And if high schools don't reduce the number of dropouts, they will face, yes that's right, sanctions. What kind of sanctions? Firstly, their principals will be replaced, one might assume with the non-educator CEO types that Eli Broad is spending millions to create with his principal training model. And secondly, those schools who don't meet the dropout reduction targets will be required to offer, ta-da, tutoring from the same corrupt, unaccountable, ditto-dispensing dip dog corporations that have been sucking a billion dollars a year from federal education funds to tutor elementary school kids since the passage of NCLB.
Imagine for moment an epidemic has struck. One of four patients seeking medical help is dying. In the most vulnerable areas of town, one out of two dies. The mayor declares an emergency and issues a directive that all hospital administrators will be fired if the death rate is not brought under control. And as an added measure in combatting the ravaging disease, the mayor requires that hospitals now must pay, from their current budgets, an exorbitant fee for pharmaceutical companies to set up aspirin dispensaries on every floor of their hospitals. And if these heroic efforts do not stem the dying, then the hospitals must suffer further consequences as yet unnamed.
Of course, the media and the know-nothings of both Parties seem to believe that Mayor Spellings is on the right track in her heroic efforts to get control of a disease already at epidemic proportions before her NCLB treatments set off the current dropout pandemic in 2002. Yes, the testing bandwagon is heavy with bodies, and as the idiot majority on Maryland's State Board of Education showed yesterday, it will be making more pick-up rounds across the state sometime before the next scheduled graduation:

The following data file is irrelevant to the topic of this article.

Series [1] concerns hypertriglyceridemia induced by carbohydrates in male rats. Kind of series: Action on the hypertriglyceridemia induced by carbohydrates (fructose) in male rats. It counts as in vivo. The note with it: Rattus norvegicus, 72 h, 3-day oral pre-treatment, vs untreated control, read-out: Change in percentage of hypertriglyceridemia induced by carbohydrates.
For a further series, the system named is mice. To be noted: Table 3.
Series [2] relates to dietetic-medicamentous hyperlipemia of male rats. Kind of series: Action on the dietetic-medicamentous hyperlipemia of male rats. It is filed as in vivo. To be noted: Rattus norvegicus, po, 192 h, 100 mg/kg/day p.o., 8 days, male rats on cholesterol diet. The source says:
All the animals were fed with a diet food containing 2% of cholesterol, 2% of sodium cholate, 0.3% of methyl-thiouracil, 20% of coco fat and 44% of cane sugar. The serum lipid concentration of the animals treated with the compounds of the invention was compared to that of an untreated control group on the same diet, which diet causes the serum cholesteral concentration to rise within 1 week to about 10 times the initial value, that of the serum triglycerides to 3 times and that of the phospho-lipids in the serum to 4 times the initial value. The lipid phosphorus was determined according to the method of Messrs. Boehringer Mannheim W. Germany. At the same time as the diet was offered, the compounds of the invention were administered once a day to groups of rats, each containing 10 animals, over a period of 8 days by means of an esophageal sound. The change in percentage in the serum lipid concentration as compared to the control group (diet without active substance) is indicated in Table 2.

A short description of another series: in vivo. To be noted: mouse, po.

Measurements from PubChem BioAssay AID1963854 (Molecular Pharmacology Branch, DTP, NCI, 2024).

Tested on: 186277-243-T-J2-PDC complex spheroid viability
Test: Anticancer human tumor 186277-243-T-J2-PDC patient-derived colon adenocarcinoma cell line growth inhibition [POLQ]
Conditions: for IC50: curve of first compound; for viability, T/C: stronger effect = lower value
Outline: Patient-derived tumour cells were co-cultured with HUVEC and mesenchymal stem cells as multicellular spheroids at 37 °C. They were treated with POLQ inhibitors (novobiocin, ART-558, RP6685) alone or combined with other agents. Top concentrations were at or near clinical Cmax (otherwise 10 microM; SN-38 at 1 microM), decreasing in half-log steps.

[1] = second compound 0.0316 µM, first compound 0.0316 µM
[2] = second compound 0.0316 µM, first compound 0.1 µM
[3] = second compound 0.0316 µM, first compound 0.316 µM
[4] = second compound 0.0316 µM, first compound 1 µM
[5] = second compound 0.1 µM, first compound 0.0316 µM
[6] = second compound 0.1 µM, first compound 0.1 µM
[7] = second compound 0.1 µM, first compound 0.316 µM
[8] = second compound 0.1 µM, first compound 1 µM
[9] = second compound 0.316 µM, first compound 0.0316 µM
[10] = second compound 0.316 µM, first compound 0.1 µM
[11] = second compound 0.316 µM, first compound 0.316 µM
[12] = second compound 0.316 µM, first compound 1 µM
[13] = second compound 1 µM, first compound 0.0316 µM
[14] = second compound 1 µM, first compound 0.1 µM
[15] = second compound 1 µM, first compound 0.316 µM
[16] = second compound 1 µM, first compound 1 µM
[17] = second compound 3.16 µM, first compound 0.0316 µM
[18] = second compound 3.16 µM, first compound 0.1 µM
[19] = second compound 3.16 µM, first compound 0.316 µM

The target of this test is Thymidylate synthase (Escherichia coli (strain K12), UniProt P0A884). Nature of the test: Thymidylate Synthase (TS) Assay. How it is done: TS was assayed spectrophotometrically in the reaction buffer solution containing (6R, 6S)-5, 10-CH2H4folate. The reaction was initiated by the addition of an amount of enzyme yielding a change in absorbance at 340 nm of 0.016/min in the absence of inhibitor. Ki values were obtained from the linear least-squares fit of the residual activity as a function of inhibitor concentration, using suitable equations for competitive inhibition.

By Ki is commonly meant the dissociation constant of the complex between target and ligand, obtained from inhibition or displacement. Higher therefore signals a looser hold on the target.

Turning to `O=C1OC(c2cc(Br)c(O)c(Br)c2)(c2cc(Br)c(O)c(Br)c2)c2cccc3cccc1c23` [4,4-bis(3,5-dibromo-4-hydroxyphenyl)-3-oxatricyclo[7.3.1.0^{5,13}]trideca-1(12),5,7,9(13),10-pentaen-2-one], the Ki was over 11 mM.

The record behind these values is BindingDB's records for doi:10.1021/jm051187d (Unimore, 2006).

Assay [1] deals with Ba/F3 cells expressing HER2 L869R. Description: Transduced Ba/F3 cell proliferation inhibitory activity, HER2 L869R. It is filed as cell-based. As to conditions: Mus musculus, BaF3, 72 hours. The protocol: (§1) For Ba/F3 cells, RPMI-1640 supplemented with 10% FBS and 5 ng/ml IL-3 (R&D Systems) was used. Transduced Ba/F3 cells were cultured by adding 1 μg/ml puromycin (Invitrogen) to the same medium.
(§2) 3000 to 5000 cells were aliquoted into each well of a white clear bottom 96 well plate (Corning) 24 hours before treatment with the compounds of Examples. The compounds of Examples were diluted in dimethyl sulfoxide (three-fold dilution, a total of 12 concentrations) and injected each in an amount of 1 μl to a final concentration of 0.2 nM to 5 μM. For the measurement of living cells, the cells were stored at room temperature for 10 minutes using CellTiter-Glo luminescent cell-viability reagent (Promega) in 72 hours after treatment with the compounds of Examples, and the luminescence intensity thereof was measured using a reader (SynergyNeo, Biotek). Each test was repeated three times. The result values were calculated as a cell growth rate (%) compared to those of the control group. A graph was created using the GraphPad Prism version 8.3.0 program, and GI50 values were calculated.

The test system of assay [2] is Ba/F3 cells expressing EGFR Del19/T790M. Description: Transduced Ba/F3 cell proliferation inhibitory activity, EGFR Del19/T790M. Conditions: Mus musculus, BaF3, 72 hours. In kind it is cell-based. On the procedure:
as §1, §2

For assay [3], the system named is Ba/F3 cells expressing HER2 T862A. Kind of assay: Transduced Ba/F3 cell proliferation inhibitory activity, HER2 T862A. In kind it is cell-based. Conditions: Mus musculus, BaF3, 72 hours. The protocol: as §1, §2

BALTIMORE, Oct. 28 -- One of every six high school seniors in Maryland has not met a new state test-score requirement for receiving a diploma, state officials reported Tuesday, leaving thousands in jeopardy of missing graduation in the spring.
Even as state officials disclosed that 9,000 of 54,000 seniors have either fallen short on a battery of four tests in algebra, biology, government and English or have not yet taken all of them, the state Board of Education decided to move ahead with the requirement. Students who do not reach minimum scores can show mastery of the subjects through an alternative path.
On a 7 to 4 vote, the board rejected an effort to delay enforcement of the requirement after an impassioned debate, during which one board member shouted into his microphone and another almost broke into tears. . . .